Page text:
I’ve been thinking a lot about standing this week.
No, not that kind of standing.
The standing that takes a lot more energy.
A lot more strength.
A lot more emotional toll.
As we all watch the events unfolding in New York and in Ferguson, it’s hard to stand by and watch.
It’s also hard to stand on one side or the other because the truth can be very elusive for those who don’t have all of the facts.
It’s also hard to stand because of those who want to spin things to their side.
But I’ve learned some things about standing this week……
I’ve learned that standing up against wrong is hard. Very hard.
I’ve learned that standing up against a specific wrong is hard. And it takes a lot of time and energy to determine the truth. Sometimes the truth is in a gray area and that makes it even harder.
I’ve learned that standing up against the bigger wrongs is hard, but is often easier to see.
Standing up in the Ferguson case is hard – because it’s hard to know what happened and who is right and who is wrong.
But standing up for the rights of black men, black men like my son is becoming is hard – but not because its hard to know right and wrong. I think we can all agree, at least I hope we can, that there are still substantial times in this country where black men (in particular) get treated differently than white people do.
And we need to stand up and say, “This is wrong. Whether you are black or white or any other race, you should be treated the same.”
Ferguson and New York showed that we have a lot farther to go on that than we thought we did.
I’ve also thought a lot about standing with children this week. Kids are cute. Well, most of them are. And it’s easy to say, I stand for the rights of children. I want every child to grow up safe and in a loving family.
Who would actually say that they wouldn’t want that?
But when you get to the specifics, that’s when standing with children gets hard.
When you have to talk about evil things happening to children, that’s hard. That’s sick to your stomach, can’t sleep at night hard.
But when you know something is wrong, you have to take a stand on it. Either you stand up and say, “Something is wrong.”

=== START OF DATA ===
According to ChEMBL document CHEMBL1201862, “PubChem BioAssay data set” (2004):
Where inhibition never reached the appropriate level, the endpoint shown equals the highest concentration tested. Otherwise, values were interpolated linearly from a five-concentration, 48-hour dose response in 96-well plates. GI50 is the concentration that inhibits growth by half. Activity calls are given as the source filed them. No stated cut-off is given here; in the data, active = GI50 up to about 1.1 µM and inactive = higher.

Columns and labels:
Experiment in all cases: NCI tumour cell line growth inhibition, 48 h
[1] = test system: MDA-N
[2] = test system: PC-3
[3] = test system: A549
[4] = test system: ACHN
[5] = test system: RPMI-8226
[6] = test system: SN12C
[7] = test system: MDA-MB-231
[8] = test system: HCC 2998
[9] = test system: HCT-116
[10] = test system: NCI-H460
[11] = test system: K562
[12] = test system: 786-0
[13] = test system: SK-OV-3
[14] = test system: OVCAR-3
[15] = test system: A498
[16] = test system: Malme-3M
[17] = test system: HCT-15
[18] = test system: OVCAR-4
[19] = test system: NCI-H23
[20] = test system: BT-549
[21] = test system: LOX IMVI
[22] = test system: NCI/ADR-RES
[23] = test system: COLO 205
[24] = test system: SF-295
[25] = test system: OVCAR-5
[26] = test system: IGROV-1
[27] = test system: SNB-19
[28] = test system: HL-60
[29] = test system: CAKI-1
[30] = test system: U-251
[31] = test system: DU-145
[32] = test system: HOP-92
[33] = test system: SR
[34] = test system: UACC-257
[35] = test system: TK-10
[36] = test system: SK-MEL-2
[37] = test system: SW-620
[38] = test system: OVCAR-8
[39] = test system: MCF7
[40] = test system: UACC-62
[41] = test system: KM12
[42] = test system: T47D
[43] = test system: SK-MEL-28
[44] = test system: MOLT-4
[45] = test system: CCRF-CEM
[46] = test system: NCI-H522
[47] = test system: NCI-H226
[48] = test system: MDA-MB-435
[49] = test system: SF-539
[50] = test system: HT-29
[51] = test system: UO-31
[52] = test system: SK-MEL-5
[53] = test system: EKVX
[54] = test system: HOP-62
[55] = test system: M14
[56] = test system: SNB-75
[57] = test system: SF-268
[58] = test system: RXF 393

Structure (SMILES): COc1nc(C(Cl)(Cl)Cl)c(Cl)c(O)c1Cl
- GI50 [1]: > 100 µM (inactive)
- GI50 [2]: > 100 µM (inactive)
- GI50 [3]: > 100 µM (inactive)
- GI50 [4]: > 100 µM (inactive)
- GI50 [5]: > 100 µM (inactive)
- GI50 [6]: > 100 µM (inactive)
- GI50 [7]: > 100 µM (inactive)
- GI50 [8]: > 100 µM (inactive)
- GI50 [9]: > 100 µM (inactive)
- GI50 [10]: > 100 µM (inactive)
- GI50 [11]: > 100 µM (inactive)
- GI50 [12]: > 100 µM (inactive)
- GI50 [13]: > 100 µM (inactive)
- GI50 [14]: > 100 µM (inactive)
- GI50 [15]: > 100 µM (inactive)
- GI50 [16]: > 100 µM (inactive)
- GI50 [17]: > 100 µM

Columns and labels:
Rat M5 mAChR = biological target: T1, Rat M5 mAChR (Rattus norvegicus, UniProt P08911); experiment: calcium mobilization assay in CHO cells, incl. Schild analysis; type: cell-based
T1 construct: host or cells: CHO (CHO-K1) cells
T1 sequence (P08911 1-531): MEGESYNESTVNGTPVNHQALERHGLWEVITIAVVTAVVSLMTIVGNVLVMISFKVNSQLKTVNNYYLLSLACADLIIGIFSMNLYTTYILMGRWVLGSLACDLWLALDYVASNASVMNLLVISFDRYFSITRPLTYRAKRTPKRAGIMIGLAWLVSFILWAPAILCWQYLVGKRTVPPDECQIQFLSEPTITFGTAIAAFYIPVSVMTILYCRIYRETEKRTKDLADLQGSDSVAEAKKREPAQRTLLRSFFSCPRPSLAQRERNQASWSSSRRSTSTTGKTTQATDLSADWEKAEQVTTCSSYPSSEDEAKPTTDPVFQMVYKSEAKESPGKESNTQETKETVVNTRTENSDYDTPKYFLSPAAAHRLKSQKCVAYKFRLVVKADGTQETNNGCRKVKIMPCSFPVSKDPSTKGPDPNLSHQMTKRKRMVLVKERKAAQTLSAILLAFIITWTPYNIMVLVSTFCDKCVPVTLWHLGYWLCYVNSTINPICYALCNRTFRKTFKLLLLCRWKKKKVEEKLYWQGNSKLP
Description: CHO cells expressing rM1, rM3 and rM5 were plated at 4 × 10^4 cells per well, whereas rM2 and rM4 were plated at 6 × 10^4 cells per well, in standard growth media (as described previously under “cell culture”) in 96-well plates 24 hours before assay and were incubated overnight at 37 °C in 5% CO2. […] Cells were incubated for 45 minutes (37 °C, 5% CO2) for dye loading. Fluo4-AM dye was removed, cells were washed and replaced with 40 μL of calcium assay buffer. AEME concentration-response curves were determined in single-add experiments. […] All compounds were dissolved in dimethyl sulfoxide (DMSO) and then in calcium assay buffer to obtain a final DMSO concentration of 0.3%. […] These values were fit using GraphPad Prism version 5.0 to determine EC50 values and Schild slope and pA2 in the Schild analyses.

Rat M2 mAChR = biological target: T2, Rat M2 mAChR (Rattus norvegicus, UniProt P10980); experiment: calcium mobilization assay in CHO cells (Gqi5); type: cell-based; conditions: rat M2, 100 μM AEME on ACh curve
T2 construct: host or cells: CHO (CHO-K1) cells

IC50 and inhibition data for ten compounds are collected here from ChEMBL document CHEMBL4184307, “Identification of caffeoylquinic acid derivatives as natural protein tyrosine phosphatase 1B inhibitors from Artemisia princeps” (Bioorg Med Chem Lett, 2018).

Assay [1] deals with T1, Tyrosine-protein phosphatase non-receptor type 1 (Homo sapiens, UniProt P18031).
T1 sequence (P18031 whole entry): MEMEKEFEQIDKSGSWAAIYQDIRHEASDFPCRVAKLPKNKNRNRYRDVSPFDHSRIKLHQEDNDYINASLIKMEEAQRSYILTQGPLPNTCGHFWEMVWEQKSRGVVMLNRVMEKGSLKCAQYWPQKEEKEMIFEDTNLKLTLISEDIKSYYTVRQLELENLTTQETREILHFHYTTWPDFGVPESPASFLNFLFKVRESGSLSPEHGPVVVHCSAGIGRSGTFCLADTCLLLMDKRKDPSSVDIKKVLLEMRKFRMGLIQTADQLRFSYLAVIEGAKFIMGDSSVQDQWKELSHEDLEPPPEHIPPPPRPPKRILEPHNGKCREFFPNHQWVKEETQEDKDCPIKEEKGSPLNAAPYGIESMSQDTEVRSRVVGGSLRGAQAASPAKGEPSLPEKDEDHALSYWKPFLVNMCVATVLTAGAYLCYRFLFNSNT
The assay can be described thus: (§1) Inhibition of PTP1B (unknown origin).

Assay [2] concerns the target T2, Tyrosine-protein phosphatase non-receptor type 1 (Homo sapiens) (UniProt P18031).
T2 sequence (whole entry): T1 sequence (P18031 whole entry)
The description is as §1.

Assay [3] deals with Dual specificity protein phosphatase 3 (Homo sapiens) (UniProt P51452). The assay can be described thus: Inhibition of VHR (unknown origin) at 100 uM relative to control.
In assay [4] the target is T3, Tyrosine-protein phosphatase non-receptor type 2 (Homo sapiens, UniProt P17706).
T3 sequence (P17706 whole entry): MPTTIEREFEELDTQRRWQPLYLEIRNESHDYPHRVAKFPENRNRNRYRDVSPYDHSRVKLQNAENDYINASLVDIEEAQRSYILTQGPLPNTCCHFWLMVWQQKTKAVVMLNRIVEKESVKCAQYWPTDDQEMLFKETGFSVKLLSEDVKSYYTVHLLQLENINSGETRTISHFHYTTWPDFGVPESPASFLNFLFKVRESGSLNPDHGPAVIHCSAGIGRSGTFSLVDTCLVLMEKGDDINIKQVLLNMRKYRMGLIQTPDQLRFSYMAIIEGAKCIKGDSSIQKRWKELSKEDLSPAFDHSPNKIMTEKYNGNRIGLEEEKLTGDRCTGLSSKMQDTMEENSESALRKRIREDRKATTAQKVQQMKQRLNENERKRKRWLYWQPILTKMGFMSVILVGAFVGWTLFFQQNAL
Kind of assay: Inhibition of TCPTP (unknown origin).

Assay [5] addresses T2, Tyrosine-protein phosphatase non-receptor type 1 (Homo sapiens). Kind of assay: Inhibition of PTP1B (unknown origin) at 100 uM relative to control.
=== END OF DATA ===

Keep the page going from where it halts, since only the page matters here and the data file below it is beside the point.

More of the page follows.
Or you are essentially saying, “Me and my comfort zone trump what I feel is wrong in this situation.”
But the truth can be elusive – unless you are there.
Unless you look into the eyes of the children and hear them tell their story.
Unless you see the marks on a child’s backside from being………
So how do you stand with that? A couple of thoughts I’ve had this week:
- You support the people who are on the front lines. Those who know the truth about the wrongs need to know that they have others backing them up.
- You encourage them to push for the right. Encourage them to keep on fighting. Encourage them to step out of their comfort zone and fight the wrongs – for their sake and for the sake of other kids who might be at risk.
- You extend grace. Grace to those who are on the front lines. Grace to those who might seem to be on the “wrong side.”
- You stand with knowledge. Don’t ignore the facts, don’t take the pleasant road, take the road that’s filled with truth – even if that road is bumpy, full of potholes and has alligators waiting in the ditches. If you know something is wrong, you can’t plead ignorance.
- God is a God of justice not “just” a God of love. There are and must be consequences to evil. And quite often, I believe that God uses His people to stand up to the evil, to expose the evil, to share what they know about the evil so that God’s justice can prevail – not only in the next life but also in the here and now. That doesn’t mean vigilante justice. That means speaking out against wrongs, even when it involves exposing very uncomfortable things.
I’ve also thought a lot about standing with and standing for family this week. Every day, every week, we are faced with choices. We are pulled by the world, we are pulled by the devil, we are pulled by greed.
And we need to stand up for our families. We need to stand up and say, “This is difficult, but I know this is what we need.” “While you might not understand, I have to do what is best for my family.”
That standing can involve breaking with traditions.
That standing can involve reevaluating career priorities.
That standing can involve reevaluating worship and church priorities (not IF, but when where and how).
And that is not easy either.
So what have I learned about standing this week?
- Standing is hard – in almost every situation, it’s hard to stand. But it’s easy to sit back and go with the flow.
- Standing is crucial to keeping your balance. If you don’t look at what’s important to you and what matters to you, you will lose your place in life. You’ll lose your balance.
- Standing is important – for the sake of your family, especially if someone in your family has been hurt. For the sake of those outside of your family who have been hurt. For the sake of those who are being hurt or might be hurt by faults in “the system.”
- Standing is important for healing. To heal the wrongs, to heal the injuries, to heal the wounded souls, you have to stand up and push back. Standing is important for healing – for you and for others.
It’s been hard to keep standing this week. It’s been hard to watch many things that are going on – both those in the news and those in much more private situations.
But at the end of the week, I remain convinced that the only way we’re going to make this world a better place is if we take a stand for what we know is right.
“Unless someone like you cares a whole awful lot, nothing is going to get better, it’s not.”